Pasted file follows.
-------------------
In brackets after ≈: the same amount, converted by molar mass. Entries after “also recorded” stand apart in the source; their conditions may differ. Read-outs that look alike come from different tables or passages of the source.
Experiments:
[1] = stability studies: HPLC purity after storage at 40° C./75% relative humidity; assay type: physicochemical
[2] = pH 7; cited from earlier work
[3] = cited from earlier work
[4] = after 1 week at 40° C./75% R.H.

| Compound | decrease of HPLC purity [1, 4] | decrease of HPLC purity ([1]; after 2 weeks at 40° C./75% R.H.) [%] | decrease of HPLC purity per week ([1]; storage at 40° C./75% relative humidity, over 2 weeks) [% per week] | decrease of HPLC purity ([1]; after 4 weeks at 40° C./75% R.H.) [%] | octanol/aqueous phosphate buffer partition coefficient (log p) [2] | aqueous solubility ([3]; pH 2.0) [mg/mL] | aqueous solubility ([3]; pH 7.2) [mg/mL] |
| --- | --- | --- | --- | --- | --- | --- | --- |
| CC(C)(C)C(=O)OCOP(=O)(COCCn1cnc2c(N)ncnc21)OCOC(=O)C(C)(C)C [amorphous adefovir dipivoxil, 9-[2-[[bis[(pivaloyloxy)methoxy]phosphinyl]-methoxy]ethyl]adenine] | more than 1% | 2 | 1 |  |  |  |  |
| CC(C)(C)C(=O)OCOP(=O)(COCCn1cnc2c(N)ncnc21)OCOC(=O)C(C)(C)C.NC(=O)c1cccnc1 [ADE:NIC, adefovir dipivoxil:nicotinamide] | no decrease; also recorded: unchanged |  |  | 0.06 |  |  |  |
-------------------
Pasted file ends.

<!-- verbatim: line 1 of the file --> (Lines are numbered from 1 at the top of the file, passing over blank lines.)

In brackets after ≈: the same amount, converted by molar mass. Entries after “also recorded” stand apart in the source; their conditions may differ. Read-outs that look alike come from different tables or passages of the source.